Instead, the Seattle airport authority decided to pack it in and take the display down. If anyone in this case is waging a “war on Christmas” it is the SeaTac Airport authority by not demonstrating the giving nature of the season. Instead of giving space to the rabbi’s request, the authority took the display away from everyone.
The authority would like you to believe they took the display down to be “thoughtful and respectful” and to give them time to review their policies in January. I personally feel that it was little more than “if I can’t have it my way no one can have it” reaction of the majority of the commissioners involved in the decision making. Childish.
Equally childish is the response you can see on any of the Sound-Off pages from Seattle’s media. Most posters show that they don’t know anything about the issue beyond the fact that the trees were removed. Most accuse the rabbi of claiming to be “offended” by the Christmas/Holiday tree display. As his quote above shows, Rabbi Elazar Bogomilsky was not offended by the display. He simply asked for some representation of his religion.
Most posters also assume that the rabbi’s first action was to hire a lawyer and threaten a lawsuit. It wasn’t. His first action was to send a request to be included to the airport authority back in October. The lawyer was a last resort.
One last assumption of the posters is that Rabbi Elazar Bogomilsky is a liberal, “radical” rabbi. Bogomilsky belongs to the “Chabad-Lubavich” movement. In other words he’s part of a messianic, Hassidic branch of Judaism known for it’s conservative, fundamentalist practices.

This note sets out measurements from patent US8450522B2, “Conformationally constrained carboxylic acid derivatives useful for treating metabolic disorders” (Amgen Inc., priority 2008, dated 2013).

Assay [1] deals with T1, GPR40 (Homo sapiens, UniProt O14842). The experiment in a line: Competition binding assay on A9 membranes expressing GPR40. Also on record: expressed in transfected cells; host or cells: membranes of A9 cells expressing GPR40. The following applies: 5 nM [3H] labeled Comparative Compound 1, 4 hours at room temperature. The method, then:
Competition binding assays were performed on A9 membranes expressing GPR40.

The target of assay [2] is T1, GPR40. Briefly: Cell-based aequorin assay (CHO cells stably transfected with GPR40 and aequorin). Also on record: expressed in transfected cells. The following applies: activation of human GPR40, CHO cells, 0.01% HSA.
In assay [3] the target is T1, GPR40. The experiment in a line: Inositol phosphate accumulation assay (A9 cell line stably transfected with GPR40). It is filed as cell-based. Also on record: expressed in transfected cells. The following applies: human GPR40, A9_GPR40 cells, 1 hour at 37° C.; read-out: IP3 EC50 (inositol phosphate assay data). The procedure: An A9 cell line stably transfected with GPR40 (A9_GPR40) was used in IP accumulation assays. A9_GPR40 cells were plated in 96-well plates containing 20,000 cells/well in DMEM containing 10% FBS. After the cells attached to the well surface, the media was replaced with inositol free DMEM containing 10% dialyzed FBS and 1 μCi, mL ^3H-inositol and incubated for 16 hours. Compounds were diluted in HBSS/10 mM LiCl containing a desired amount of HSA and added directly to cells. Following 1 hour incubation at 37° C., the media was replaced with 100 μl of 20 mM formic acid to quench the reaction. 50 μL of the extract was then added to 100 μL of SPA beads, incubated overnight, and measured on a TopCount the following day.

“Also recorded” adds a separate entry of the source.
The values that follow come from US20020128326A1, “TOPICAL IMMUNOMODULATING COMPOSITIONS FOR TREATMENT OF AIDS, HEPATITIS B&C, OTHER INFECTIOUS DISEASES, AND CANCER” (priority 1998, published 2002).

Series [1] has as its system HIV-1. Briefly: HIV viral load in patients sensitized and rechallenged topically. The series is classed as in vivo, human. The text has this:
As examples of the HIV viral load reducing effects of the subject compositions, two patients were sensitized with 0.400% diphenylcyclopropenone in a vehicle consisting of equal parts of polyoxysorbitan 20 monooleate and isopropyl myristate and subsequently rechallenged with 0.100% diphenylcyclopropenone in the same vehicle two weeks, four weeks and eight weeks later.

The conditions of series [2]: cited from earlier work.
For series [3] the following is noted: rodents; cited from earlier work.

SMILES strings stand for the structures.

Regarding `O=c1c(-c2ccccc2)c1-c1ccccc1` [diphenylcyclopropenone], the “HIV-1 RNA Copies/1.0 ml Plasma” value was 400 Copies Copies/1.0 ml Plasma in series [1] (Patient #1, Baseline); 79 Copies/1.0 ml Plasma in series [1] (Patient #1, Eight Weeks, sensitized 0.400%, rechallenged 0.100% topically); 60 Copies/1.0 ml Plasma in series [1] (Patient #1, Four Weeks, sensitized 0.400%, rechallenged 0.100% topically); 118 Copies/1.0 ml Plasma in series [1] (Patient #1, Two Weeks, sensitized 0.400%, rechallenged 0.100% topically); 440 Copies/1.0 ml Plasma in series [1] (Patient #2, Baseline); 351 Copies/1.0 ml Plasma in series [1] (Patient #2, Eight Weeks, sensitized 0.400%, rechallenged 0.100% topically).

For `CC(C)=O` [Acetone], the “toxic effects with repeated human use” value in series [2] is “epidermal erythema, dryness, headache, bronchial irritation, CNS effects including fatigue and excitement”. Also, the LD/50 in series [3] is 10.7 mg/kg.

This event doesn’t prove that there is a “War on Christmas.” It only proves that there are far too many small-minded and childish people in this country who would rather “take their ball and go home” than show the true meaning of the season. You know, that idea of “Peace on earth and good will toward man.” Those lessons that Jesus Christ tried to teach.Stumble It! JBlog Me
Until today. Today my mind has been forever changed. Changed for the first time in years, and by the evil purveyor of coffee on every corner in the world, Starbucks. Starbucks, which happens to be next door to my local Trader Joes. My beloved Trader Joes that has run out of cups and had no free coffee this morning. Can you believe it? Neither could I. Harumph.
Because TJs let me down, I had to go to Starbucks for coffee. My daughter was with me, and she wanted the girliest girly drink of all, the Peppermint Mocha Latte. Bah! But then I saw something on the menu that caught my eye and I wanted to taste it. I wanted in bad. I was reeled in by those damn Seattleites with their adorable chick coffees. Yes, I ordered a Venti Gingerbread Latte. And it was good.
Not just good good. GOOOOOOD good. Like you wanted to get down on your knees and pray to the Gods of Mt. Hood for creating Seattle who begat Starbucks who begat the latte who begat the gingerbread latte, nectar of the Gods. That’s how good it is. OK, it’s ridiculously overpriced. It probably has 1000 calories in a Venti. I’m afraid to go to the Starbucks site and check. And if you do, don’t tell me. I honestly don’t want to know. I’ll cry when I find out how fattening it is. OK I won’t. It was 530 calories. I will never eat again. I’ll just be drinking these Lattes. But I’ll be very very happy.
And in defense of Trader Joes, they still had plenty of those Candycane Joe-Joes. Have you tried those? They are, without a doubt, the best cookie ever made. They only have them this time of year. They're new this year and they are a blessing and a curse. A blessing because they taste so darn good that you just want to eat the entire box. A curse because they are cookies that taste so good you want to eat the entire box. The flyer said that of all the holiday items TJ's offered this year, these were the holiday tasting panel's favorite item. I have to concur. These are heaven in a little box, and for only $2.49, you can't go wrong.
Please do not ask me how many boxes we bought today. Please. Oh my God, I'm mortified.